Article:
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Power Hip Hop Songs 6.13.14

Friday, June 13th, 2014



Rich Homie Quan- Walk Thru

Chris Brown- Loyal

Future- Move That Doh

Iggy Azalea_ Fancy

Ca$h Out- She Twerkin


The More You Listen, The More You Hear

Monday, June 9th, 2014



Among the goals radio programmers have adopted in the PPM world is to get consumers to keep coming back to their station.  We’ve learned that multiple occasions build TSL (or ATE).  So, repeat occasions are a goal.  To stretch the analogy, we want our consumers to continue pressing the button for one of our stations.

When you ask consumers what they want from radio stations, they get analytical and tell us things like “lots of uninterrupted music” and “a wide variety of music” and the like.  And while that’s the logical answer to the question, the deeper and broader response is often to feel better…to improve their mood…to pass the time more pleasantly. Click here for more NuVoodoo insite.


Top R&B Songs 6.6.14

Friday, June 6th, 2014



Chris Brown- Loyal

Usher- Good Kisser

John Legend- All Of Me

Trey Songz- Na Na

Pharrell Williams- Happy


Top Hip Hop Songs 6.6.14

Friday, June 6th, 2014



Rich Homie Quan- Walk Thru

Future- Move That Doh

Usher- Good Kisser

Migo- Fight Night

Ca$h Out- She Twerkin


Talent Direction, The Top 10

Wednesday, June 4th, 2014



Everyone wants a job, but not everyone wants to work.  To be a successful talent, it takes a lot of work.

Talent on urban stations can make or break the station. Successful programmers understand their daily job is to create reasons for listeners to tune in or come back daily. Regardless PPM or diary market coaching is still a part of successful radio. There are reasons why stations win and why they don’t. In urban radio, it’s time to stop doing 1985 radio and move it forward. This is a new business and a new day. Harry Lyles of the Lyles Media Group offers his top 10 basic rules to consider.

Class- Always reflect class, your listeners want to think they are classy people, be equal to what they are and relate.

Humor- If you’re not funny- you’re not funny, don’t force it. Just be yourself and be natural. You always get what you want by relating to topics of interest that the listener cares about.

Relate (One-to-One) - The listener is one person, all talk breaks should communicate and speak to one person. It’s good to laugh, smile and be serious. In other words, we should hear emotion.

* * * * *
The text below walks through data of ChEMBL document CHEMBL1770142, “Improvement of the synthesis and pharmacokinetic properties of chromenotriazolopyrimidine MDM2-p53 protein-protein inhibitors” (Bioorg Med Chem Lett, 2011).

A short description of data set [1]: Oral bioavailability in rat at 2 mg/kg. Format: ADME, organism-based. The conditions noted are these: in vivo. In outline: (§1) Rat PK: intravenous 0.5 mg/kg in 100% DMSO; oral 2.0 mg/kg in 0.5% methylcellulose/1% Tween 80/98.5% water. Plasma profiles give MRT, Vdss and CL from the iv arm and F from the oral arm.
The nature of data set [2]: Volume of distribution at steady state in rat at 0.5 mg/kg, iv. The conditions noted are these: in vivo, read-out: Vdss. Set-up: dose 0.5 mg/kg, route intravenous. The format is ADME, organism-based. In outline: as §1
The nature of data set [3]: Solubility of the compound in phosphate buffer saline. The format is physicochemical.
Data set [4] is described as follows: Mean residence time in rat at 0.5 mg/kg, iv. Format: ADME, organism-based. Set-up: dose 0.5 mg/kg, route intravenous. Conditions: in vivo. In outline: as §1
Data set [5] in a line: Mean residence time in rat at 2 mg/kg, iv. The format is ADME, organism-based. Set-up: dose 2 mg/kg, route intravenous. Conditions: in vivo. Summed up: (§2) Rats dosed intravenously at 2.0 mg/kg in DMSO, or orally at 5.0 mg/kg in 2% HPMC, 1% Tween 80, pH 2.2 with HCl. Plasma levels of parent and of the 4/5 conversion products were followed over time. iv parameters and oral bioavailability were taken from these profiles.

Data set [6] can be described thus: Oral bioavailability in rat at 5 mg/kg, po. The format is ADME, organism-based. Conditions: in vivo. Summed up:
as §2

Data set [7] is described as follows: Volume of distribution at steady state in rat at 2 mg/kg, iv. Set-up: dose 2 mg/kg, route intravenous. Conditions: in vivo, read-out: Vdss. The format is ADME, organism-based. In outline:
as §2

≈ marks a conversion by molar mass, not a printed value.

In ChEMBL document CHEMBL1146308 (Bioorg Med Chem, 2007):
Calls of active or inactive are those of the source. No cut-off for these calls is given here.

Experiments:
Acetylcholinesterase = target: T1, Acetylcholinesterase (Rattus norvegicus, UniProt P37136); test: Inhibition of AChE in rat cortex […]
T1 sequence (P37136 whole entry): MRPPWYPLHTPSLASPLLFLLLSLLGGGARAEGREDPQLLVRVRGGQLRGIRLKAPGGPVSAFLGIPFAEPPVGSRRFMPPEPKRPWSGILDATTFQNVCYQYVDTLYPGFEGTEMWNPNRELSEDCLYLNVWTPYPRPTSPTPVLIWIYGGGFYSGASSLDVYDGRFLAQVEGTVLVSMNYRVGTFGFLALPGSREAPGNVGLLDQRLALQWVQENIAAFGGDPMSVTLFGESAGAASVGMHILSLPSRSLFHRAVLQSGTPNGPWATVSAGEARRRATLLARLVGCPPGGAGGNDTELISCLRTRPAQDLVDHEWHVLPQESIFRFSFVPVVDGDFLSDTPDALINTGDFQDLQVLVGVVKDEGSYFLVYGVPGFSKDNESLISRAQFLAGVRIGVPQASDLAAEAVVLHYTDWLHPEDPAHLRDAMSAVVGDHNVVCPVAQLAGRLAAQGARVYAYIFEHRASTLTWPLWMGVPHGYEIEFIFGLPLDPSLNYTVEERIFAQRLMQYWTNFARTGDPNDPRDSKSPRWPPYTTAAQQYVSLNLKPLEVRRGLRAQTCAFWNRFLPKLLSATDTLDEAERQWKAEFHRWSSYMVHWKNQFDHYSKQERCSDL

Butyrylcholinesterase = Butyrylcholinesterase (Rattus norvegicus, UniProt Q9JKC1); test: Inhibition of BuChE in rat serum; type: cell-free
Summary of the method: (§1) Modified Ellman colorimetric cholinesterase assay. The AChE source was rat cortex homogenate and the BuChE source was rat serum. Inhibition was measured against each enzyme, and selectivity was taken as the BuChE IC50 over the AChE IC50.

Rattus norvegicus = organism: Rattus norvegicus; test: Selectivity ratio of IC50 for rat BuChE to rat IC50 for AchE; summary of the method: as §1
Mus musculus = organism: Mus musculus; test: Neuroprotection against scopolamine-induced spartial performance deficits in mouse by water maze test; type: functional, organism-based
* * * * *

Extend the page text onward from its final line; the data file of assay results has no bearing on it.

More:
Market Involvement- Talent should be on the move in the market. Staying at home and in the station is not good. Go to places that count and that are happening to make people talk and see who you really are.

Talking- Listeners don’t hate talk; they hate talk that is of no interest to them. All breaks should be straight to the point and brief. Listeners don’t call up and request talk. You job is to be where they are and know their interest and needs in your community.

Avoid Clichés- How many times have you listened to a station and you hear the same stuff every day. Repetitive phrases, and over repetition of their names.

Music and Talk- It is good to let the listeners know you are having fun. We strongly suggest all talk when possible should be over music intros. When on air if you stop down it had better be super important or the listener is probably gone to the competitor.

Station Name- Regardless PPM or diary market, the name of the game is to be human and work in the station name some where in each talk break. The days of opening the mic and closing the mic with the station name is outdated.

On Air Personality- Every day your job is to entertain and make listeners feel good. Do your homework and give the best performance you can every day. If you have ratings you get this and understand it. If you don’t do homework and plan ahead you’re probably are getting your butt kicked. Listeners know good radio and they know when it is bad.

Talent Energy- Should be up, but not forced. Again, be natural and enthusiastic about doing a show every day. That’s your job. Why walk in and be boring or have a boring show?  You get paid to be fresh, positive and present the music you are playing in an entertaining way to get ratings!

If you work on these basics 100% of the time you can become a success in your market. Have fun at this! It comes through if you are and your ratings go up!


Edison: Infinite Dial Public Radio Study

Wednesday, June 4th, 2014